Byers certainly has the voice required for the role. She is a young singer and just now beginning to move into the heavier repertoire. Her résumé is replete with the lyric Italian roles and more lyric Wagner parts, although she had a recent success in the demanding role of Marie in Alban Berg’s Wozzeck.

Like Morris, she weathers Korngold’s excessive vocal demands unharmed, with her gleaming high notes as wonderful at the end as at the start. As the ghost of the dead Marie, she is regal and serious. However, her characterization of Marietta misses the mark. There is little of the slightly goofy and flighty sexpot, adored and fondled by all her equally crazy theatrical friends, that Korngold imagined. And, why not make her a blonde like the sainted Marie in the portrait? There are certainly enough references to the color of her hair in the opera, not to mention the keepsake braid that Paul uses to dispatch her, to make it a strange decision to allow her to have wild red instead. 

There are two secondary characters that also require great vocal heft and solid techniques. Weston Hurt is marvelous as Paul’s best friend, Frank. He is more of a Verdi baritone than a Wagnerian singer, but this performance certainly speaks well for his continued presence in this repertoire. He is effective in portraying Paul’s “only foot in reality” as well as the evil traitor (he seduces Marietta) that he becomes in Paul’s feverish dream. As Brigitta, Paul’s long suffering housekeeper, mezzo-soprano Katharine Tier offers a sturdy characterization as well as a strong and even voice.

Marietta’s madcap group of revelers always brings some relief to the overall gloom of the opera. In this production, they are a standout. They enter from the back of the house, as though they come from some other world than what is on the stage, and slowly make their way into the action. Their antics are grotesquely exaggerated, as they should be in a dream, and all of the voices are strong. They are, in program order, Jennifer Chung as Juliette, Angela Turner Wilson as Lucienne, Jan Lund as Victorin, Andrew Bidlack as Albert, Morgan Smith as Fritz and Tony Trahan as Gaston. Smith, as Fritz who is also a commedia dell'arte style-Pierrot, gets a big aria in this scene but, on Friday, he was not quite able to sustain the attention of the audience and, as a result, it felt long and in need of a few cuts.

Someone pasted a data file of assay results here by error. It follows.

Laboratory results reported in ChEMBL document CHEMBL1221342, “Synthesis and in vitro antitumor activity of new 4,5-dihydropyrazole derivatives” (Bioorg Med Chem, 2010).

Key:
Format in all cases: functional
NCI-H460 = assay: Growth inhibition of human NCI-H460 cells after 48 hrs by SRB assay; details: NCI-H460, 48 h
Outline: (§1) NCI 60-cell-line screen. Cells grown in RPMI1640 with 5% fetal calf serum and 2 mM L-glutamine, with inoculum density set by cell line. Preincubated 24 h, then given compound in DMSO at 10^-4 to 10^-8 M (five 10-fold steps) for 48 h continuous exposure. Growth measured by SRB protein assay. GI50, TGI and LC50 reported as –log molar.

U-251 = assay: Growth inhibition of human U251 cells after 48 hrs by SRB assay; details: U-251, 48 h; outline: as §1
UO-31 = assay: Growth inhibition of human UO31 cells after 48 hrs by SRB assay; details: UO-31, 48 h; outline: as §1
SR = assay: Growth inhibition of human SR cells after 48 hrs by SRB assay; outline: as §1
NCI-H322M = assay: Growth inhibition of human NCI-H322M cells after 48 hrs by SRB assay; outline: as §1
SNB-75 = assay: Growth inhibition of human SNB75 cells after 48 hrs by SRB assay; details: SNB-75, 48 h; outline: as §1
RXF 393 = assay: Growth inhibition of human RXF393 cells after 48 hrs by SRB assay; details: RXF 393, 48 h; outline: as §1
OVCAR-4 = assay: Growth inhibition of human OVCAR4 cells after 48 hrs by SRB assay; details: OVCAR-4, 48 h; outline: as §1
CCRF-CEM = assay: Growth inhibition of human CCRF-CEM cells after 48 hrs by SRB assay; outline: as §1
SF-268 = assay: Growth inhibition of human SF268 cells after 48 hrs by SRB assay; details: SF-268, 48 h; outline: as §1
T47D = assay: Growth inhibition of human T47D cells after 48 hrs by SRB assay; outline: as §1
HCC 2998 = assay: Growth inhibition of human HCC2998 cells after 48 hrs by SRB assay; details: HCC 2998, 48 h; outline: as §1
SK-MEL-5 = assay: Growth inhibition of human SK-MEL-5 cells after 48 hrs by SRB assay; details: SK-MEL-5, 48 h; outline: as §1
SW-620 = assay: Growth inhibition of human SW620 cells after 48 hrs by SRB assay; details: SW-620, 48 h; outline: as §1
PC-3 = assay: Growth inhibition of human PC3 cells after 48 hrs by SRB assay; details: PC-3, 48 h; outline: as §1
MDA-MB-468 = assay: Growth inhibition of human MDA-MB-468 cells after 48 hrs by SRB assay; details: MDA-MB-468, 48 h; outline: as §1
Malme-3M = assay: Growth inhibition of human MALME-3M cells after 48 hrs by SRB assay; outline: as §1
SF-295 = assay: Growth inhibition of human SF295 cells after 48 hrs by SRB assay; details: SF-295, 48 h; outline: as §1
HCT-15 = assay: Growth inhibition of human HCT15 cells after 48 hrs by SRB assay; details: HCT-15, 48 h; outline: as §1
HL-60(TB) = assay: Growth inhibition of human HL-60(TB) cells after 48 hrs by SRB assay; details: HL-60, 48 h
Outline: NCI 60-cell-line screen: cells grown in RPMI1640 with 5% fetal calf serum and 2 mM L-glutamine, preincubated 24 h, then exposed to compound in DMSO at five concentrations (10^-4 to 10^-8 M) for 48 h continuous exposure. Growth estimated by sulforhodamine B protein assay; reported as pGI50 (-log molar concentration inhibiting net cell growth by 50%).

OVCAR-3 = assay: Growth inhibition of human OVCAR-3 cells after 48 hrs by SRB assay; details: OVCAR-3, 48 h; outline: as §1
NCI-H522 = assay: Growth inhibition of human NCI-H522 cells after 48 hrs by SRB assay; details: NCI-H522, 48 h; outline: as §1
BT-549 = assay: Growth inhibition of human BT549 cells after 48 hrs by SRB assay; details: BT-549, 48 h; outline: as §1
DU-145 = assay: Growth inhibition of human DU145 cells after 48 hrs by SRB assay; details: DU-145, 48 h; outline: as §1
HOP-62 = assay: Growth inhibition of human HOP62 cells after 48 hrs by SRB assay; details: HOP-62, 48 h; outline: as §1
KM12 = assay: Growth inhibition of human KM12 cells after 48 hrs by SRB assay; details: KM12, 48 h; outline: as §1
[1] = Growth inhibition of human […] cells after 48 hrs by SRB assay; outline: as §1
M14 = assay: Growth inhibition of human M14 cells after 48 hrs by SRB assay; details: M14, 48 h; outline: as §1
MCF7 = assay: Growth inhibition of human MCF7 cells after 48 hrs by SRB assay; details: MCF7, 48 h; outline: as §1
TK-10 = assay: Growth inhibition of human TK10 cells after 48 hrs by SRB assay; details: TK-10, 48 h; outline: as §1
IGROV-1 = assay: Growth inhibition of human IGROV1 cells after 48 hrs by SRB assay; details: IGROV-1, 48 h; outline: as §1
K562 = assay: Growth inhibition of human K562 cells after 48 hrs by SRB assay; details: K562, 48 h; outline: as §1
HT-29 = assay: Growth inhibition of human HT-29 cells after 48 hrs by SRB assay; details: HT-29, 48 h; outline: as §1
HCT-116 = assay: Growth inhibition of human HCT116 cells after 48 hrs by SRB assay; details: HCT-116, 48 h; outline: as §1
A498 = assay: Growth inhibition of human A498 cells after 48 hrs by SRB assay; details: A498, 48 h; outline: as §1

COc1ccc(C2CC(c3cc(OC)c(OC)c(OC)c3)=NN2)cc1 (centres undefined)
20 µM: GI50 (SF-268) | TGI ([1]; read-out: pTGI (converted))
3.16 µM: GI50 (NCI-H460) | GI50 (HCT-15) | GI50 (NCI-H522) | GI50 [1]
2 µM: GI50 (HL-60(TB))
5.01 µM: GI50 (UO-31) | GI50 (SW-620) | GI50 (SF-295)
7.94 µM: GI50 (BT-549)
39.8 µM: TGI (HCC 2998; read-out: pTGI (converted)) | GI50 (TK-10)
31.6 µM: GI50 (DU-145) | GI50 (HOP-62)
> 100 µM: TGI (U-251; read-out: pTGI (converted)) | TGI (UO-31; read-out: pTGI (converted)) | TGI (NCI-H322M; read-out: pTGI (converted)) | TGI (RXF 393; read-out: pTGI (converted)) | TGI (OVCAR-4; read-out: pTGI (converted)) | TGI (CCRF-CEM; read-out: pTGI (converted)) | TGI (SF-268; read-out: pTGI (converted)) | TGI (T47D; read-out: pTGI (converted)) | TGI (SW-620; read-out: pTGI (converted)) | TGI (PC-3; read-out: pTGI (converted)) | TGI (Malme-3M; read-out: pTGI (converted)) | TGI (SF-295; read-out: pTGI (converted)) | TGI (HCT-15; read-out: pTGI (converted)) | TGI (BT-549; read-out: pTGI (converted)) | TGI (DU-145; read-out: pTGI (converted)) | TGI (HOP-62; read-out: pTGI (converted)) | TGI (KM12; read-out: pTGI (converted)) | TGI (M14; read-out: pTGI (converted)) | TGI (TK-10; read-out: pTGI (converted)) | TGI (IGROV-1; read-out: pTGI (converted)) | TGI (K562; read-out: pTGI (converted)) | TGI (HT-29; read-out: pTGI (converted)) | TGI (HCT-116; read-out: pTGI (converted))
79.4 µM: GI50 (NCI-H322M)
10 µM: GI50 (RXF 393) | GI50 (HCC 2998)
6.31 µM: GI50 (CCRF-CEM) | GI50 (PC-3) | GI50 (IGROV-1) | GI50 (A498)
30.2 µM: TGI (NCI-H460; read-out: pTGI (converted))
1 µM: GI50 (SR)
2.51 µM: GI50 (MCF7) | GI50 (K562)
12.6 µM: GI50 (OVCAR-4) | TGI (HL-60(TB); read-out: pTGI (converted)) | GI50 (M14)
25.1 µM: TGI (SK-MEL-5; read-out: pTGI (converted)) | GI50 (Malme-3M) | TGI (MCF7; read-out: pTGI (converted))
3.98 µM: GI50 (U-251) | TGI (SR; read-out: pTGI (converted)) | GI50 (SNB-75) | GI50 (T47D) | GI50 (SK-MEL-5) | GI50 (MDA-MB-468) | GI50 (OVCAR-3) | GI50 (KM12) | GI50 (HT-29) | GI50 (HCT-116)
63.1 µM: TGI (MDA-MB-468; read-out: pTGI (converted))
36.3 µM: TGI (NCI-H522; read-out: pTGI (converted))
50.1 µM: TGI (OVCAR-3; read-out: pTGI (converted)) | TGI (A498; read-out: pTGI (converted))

As a director, Mikael Melbye shows a sure sense of what is going on, as well as subtle undercurrents of what is really going on beneath the surface. His staging is never static nor, except for the scene with the revelers, overly busy. As a former singer himself, he also has sympathy for the great vocal demands made on the cast and doesn’t give them physical things to do when being winded would spell disaster. You don’t really notice his accommodations, though, because they are so deftly handled.

Photo: Karen Almond/The Dallas Opera
Mardi Byers Erich Korngold's Die Tote Stadt at The Dallas Opera

The director also designed the set. Like Paul’s frame of mind, it is uniformly gray with all the furnishing covered by white sheets. The house looks like it has been deserted for a long time, even though Paul is still living there. A large gray wall across the back becomes a projection screen on which projectionist Wendell Harrington goes wild.  If this opera is one big hallucination, then why not? Some of the action even takes place behind the scrim. Thus bathed in strange images, the action takes on an otherworldly feeling.  For example, Marietta, when doing turns in her dance, grows super-sized and then diminishes in one effective moment. Nuns parade through every now and then, as if this was a Fellini movie. Many of the images are indiscernible, only conveying a general mood. Other religious references are overdone; in one scene, Paul is carrying both a cross and a Madonna.